When you put an intriguing and loaded title on a movie, how can you not consider it at the top since it is presented to you before you even see a single frame?
While evocative on its own, Ex Machina is a shortening of Deus ex Machina, a phrase that may not be common to many but immediately resonates for those who have studied old literature and theatre. It references the concept of pushing a plot into such a corner that it is the gods that come down and fix or resolve everything at the end because man is too weak or fail-able. But the choice also purposefully evokes images of gears and crafted levers (which were often how those gods were lowered onto stage and why the phrase came into use).
These ideas were clearly the leaping off point for writer/director Garland in his directorial debut. And he ran with them. Clever writing is not new for Garland. Previously he had delivered 28 Days Later…, Never Let Me Go, Dredd, and even the flawed, but beautifully filmed, Sunshine. Ex Machina shows he continues to treat his audience with the intelligence he would like to see in the world, even if he is also a pessimist about our chances.
But clever scripting doesn’t work without actors who can handle the language and make it work. Gleeson (Frank) leads the cast with a sense of a well-educated and guileless youth; think geek chic with a bit more common sense and hygiene. The object of his desire is Vikander (Seventh Son) as the titular machina. Her facility with the subtleties of the situation are impressive. As the third main character in this tripartite drama, Isaac (Inside Llewyn Davis) plays his tech CEO like some amalgam of Steve Jobs, Jerry Garcia, and Charlie Manson. It works and he is consistent, but I did find him a little hard to accept more than once. Then again, folks with that much money and power tend to go a bit strange.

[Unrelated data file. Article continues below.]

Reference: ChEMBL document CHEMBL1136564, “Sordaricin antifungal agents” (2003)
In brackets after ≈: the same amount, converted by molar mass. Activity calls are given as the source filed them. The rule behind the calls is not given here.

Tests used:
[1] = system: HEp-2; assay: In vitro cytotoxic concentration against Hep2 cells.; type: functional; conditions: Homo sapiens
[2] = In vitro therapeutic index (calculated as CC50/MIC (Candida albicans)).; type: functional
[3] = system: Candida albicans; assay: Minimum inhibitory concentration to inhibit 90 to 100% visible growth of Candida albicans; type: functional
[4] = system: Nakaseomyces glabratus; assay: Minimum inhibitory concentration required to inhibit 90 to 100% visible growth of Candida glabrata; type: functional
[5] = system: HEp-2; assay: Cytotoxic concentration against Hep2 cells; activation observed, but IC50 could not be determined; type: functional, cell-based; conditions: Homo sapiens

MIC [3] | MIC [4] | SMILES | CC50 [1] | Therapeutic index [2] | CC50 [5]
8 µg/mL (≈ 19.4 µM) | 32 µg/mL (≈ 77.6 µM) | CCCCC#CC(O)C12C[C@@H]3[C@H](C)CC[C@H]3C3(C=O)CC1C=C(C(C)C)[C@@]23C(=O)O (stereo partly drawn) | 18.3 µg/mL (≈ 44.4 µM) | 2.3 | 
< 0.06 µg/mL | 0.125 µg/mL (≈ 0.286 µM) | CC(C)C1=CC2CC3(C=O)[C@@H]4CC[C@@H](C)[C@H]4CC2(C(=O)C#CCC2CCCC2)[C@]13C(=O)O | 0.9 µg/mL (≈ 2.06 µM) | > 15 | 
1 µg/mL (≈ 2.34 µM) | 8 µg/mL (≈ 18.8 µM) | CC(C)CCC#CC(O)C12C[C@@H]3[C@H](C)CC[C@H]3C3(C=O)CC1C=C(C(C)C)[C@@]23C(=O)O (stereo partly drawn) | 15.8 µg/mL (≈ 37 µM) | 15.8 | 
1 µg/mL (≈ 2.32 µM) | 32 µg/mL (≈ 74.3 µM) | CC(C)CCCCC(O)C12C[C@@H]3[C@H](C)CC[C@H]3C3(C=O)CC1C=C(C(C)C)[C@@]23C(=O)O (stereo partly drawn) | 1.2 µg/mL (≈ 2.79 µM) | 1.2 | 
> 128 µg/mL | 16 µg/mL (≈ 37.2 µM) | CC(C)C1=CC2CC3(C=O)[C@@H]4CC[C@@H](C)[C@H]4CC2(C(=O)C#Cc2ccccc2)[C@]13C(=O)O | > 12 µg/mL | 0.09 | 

Most importantly, after the film is done, you will start to revisit and rethink the plot and character choices. Despite working some very well tread ground (didn’t I just cover Eva, Advantageous, and Terminator in the last couple weeks?), Garland provides you threads and ideas that demand your attention in the moment as well as in retrospect. It just isn’t as simple as it all seems.
If you need an indication of the impact and following for this film, after seriously surprising at the boxoffice, it is still going strong in VOD. Make time for Ex Machina. it isn’t the best film of the ages, but it is solid, beautifully filmed and created, and won’t leave you wondering why you invested the time.